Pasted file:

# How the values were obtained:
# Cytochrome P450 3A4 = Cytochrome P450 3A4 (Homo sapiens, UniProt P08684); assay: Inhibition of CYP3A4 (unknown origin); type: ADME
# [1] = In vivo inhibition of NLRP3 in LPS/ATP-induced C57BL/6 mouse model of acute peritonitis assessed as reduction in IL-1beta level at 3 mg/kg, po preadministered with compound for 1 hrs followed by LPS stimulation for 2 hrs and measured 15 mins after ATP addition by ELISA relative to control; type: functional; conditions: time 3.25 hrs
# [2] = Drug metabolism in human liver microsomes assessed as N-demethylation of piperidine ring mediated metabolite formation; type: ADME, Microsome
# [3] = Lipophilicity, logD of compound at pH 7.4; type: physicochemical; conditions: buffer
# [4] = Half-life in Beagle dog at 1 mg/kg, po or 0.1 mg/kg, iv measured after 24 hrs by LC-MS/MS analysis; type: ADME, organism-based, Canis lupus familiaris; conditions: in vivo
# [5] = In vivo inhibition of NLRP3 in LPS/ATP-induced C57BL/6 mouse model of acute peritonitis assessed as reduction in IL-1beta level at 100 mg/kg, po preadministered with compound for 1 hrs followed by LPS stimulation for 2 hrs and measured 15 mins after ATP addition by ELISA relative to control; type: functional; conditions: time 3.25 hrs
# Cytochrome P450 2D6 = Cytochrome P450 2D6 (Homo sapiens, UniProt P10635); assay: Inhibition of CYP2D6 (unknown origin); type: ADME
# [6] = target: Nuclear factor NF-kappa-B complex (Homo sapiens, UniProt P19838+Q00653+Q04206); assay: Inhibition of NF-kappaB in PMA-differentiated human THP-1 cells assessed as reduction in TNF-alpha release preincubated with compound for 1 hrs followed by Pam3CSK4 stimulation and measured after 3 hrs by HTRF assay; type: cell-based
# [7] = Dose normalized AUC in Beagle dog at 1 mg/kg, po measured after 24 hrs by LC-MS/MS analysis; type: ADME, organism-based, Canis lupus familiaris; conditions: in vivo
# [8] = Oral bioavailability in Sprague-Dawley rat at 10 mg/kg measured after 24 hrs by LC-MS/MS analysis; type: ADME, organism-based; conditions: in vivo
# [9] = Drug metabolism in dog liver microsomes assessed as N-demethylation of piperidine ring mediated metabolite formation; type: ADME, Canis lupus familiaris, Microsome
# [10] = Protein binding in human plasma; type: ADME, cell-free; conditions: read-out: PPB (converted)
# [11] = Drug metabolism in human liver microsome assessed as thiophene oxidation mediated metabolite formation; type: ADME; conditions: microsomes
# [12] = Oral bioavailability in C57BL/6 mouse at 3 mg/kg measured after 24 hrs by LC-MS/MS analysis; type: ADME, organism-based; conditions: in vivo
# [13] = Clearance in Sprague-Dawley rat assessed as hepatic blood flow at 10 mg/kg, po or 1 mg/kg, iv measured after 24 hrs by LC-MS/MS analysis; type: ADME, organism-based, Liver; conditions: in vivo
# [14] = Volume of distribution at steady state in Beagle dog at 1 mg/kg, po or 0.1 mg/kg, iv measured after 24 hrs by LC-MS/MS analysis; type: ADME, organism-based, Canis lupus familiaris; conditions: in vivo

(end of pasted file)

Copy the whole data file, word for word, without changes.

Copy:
# How the values were obtained:
# Cytochrome P450 3A4 = Cytochrome P450 3A4 (Homo sapiens, UniProt P08684); assay: Inhibition of CYP3A4 (unknown origin); type: ADME
# [1] = In vivo inhibition of NLRP3 in LPS/ATP-induced C57BL/6 mouse model of acute peritonitis assessed as reduction in IL-1beta level at 3 mg/kg, po preadministered with compound for 1 hrs followed by LPS stimulation for 2 hrs and measured 15 mins after ATP addition by ELISA relative to control; type: functional; conditions: time 3.25 hrs
# [2] = Drug metabolism in human liver microsomes assessed as N-demethylation of piperidine ring mediated metabolite formation; type: ADME, Microsome
# [3] = Lipophilicity, logD of compound at pH 7.4; type: physicochemical; conditions: buffer
# [4] = Half-life in Beagle dog at 1 mg/kg, po or 0.1 mg/kg, iv measured after 24 hrs by LC-MS/MS analysis; type: ADME, organism-based, Canis lupus familiaris; conditions: in vivo
# [5] = In vivo inhibition of NLRP3 in LPS/ATP-induced C57BL/6 mouse model of acute peritonitis assessed as reduction in IL-1beta level at 100 mg/kg, po preadministered with compound for 1 hrs followed by LPS stimulation for 2 hrs and measured 15 mins after ATP addition by ELISA relative to control; type: functional; conditions: time 3.25 hrs
# Cytochrome P450 2D6 = Cytochrome P450 2D6 (Homo sapiens, UniProt P10635); assay: Inhibition of CYP2D6 (unknown origin); type: ADME
# [6] = target: Nuclear factor NF-kappa-B complex (Homo sapiens, UniProt P19838+Q00653+Q04206); assay: Inhibition of NF-kappaB in PMA-differentiated human THP-1 cells assessed as reduction in TNF-alpha release preincubated with compound for 1 hrs followed by Pam3CSK4 stimulation and measured after 3 hrs by HTRF assay; type: cell-based
# [7] = Dose normalized AUC in Beagle dog at 1 mg/kg, po measured after 24 hrs by LC-MS/MS analysis; type: ADME, organism-based, Canis lupus familiaris; conditions: in vivo
# [8] = Oral bioavailability in Sprague-Dawley rat at 10 mg/kg measured after 24 hrs by LC-MS/MS analysis; type: ADME, organism-based; conditions: in vivo
# [9] = Drug metabolism in dog liver microsomes assessed as N-demethylation of piperidine ring mediated metabolite formation; type: ADME, Canis lupus familiaris, Microsome
# [10] = Protein binding in human plasma; type: ADME, cell-free; conditions: read-out: PPB (converted)
# [11] = Drug metabolism in human liver microsome assessed as thiophene oxidation mediated metabolite formation; type: ADME; conditions: microsomes
# [12] = Oral bioavailability in C57BL/6 mouse at 3 mg/kg measured after 24 hrs by LC-MS/MS analysis; type: ADME, organism-based; conditions: in vivo
# [13] = Clearance in Sprague-Dawley rat assessed as hepatic blood flow at 10 mg/kg, po or 1 mg/kg, iv measured after 24 hrs by LC-MS/MS analysis; type: ADME, organism-based, Liver; conditions: in vivo
# [14] = Volume of distribution at steady state in Beagle dog at 1 mg/kg, po or 0.1 mg/kg, iv measured after 24 hrs by LC-MS/MS analysis; type: ADME, organism-based, Canis lupus familiaris; conditions: in vivo